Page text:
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Hethen moved on to more advanced maths books and Talmey reports that soon“the flight of his mathematical genius was so high that I could no longerfollow.”

Although 11 years younger than Talmey, Einstein’s “exceptionalintelligence…enabled him to discuss with a college graduate subjects farabove the comprehension of children of his age”.

Her most famous work was the solution to the ,which has been called a "genuine highlight of 19th-century mathematics."Other than the simplest cases solved by Euler and Lagrange,exact ("integrable") solutions to theequations of motion were unknown, so Kovalevskaya received fameand a rich prize when she solved the .

Kovalevskaya studied Abelian integrals and partial differential equations,producing the important Cauchy-Kovalevsky Theorem;her application of complex analysis to physics inspired Poincaréand others.

Of this Heaviside said,"Should I refuse a good dinner simply because I do notunderstand the process of digestion?"

Sofia Kovalevskaya (aka Sonya Kowalevski;née Korvin-Krukovskaya)was initially self-taught, sought out Weierstrass as her teacher,and was later considered the greatest female mathematician ever(before Emmy Noether).

His output of papers, mostly published posthumously,is much smaller than most of the others on this list, yet it isconsidered among the most awesome works in mathematics.

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Einstein seems to have wrestled with the problems of an emission theory of light for some time, looking for a set of differential equations describing such a theory that could replace the Maxwell-Lorentz equations; and trying to explain a number of optical experiments, notably the Fizeau experiment, based on some version of the emission theory. He could not find any such equations, and his attempt to explain the Fizeau experiment led him to more and more bizarre assumptions to avoid an outright contradiction. So he more-or-less abandoned this approach (you will soon see why I say more-or-less), after perhaps a year or more of effort, and returned to a reconsideration of the Maxwell-Lorentz equations. Perhaps there was a way of making these equations compatible with the relativity principle once one abandoned Lorentz's interpretation via the ether concept.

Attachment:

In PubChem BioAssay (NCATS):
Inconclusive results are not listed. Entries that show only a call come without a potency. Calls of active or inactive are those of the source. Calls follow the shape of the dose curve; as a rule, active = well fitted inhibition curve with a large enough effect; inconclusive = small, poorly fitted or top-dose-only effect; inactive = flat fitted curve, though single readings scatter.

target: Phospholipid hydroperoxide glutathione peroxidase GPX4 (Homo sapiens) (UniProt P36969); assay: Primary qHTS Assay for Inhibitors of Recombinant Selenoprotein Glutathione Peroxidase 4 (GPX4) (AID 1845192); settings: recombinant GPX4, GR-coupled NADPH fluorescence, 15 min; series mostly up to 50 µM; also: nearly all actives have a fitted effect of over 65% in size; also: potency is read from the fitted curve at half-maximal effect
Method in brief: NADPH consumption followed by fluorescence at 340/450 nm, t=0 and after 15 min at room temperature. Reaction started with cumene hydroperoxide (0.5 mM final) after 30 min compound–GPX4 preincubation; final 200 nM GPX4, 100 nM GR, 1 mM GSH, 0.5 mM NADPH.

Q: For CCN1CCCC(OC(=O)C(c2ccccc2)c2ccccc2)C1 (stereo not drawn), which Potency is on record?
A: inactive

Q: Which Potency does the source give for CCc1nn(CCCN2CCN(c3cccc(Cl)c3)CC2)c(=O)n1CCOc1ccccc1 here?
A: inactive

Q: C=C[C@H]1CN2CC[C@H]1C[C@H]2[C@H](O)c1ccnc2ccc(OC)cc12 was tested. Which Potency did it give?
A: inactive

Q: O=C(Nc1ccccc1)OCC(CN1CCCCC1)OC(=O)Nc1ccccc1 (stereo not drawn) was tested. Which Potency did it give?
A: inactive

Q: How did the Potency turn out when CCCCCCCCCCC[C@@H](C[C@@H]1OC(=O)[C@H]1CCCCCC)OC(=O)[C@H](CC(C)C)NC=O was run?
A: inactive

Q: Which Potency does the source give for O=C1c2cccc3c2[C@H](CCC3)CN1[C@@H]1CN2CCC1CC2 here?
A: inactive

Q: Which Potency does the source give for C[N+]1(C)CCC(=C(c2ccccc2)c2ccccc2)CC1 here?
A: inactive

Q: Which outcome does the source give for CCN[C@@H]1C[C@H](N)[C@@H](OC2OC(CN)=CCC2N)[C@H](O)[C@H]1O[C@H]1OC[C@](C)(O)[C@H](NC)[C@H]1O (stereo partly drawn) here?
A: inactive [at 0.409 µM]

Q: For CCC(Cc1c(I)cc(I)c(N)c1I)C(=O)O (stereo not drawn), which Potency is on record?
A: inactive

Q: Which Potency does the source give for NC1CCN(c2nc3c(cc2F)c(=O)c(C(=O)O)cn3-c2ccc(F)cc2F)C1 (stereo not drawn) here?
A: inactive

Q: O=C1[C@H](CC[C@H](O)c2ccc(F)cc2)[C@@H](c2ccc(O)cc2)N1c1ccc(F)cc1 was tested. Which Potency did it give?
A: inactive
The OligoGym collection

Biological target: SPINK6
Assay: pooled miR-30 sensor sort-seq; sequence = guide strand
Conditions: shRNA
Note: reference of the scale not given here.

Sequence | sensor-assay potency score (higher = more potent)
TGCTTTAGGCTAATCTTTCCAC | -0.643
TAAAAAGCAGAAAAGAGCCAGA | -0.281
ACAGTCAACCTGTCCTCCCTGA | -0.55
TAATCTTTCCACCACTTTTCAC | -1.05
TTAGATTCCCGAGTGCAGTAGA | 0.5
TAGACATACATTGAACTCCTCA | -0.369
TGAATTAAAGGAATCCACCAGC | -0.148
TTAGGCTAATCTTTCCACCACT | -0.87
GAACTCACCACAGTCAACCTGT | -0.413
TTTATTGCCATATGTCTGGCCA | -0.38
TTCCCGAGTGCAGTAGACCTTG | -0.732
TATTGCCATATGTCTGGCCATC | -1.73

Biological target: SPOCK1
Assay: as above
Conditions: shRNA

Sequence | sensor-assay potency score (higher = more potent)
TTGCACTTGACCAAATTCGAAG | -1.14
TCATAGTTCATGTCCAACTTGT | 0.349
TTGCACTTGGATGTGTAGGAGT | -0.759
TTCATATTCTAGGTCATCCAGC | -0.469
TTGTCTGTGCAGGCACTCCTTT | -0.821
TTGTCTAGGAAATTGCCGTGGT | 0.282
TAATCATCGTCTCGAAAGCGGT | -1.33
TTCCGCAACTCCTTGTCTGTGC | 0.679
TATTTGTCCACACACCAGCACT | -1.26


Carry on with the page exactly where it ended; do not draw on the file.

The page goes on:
But here he ran into the most blatant-seeming contradiction, which I mentioned earlier when first discussing the two principles. As noted then, the Maxwell-Lorentz equations imply that there exists (at least) one inertial frame in which the speed of light is a constant regardless of the motion of the light source. Einstein's version of the relativity principle (minus the ether) requires that, if this is true for one inertial frame, it must be true for all inertial frames. But this seems to be nonsense. How can it happen that the speed of light relative to an observer cannot be increased or decreased if that observer moves towards or away from a light beam? Einstein states that he wrestled with this problem over a lengthy period of time, to the point of despair. We have no details of this struggle, unfortunately.

Albert Einstein (March 14, 1879 to April 18, 1955) was a German mathematician and physicist who developed the special and general theories of relativity. In 1921, he won the Nobel Prize for physics for his explanation of the photoelectric effect. In the following decade, he immigrated to the U.S. after being targeted by the Nazis. His work also had a major impact on the development of atomic energy. In his later years, Einstein focused on unified field theory. With his passion for inquiry, Einstein is generally considered the most influential physicist of the 20th century.

As a physicist, Einstein had many discoveries, but he is perhaps best known for his theory of relativity and the equation E=MC2, which foreshadowed the development of atomic power and the atomic bomb.

Einstein first proposed a special theory of relativity in 1905 in his paper, “On the Electrodynamics of Moving Bodies,” taking physics in an electrifying new direction. By November 1915, Einstein completed the . Einstein considered this theory the culmination of his life research. He was convinced of the merits of general relativity because it allowed for a more accurate prediction of planetary orbits around the sun, which fell short in ’s theory, and for a more expansive, nuanced explanation of how gravitational forces worked. Einstein's assertions were affirmed via observations and measurements by British astronomers Sir Frank Dyson and Sir Arthur Eddington during the 1919 solar eclipse, and thus a global science icon was born.

Einstein’s 1905 paper on the matter/energy relationship proposed the equation E=MC2: energy of a body (E) is equal to the mass (M) of that body times the speed of light squared (C2). This equation suggested that tiny particles of matter could be converted into huge amounts of energy, a discovery that heralded atomic power. Famed quantum theorist Max Planck backed up the assertions of Einstein, who thus became a star of the lecture circuit and academia, taking on various positions before becoming director of the Kaiser Wilhelm Institute for Physics from 1913 to 1933.

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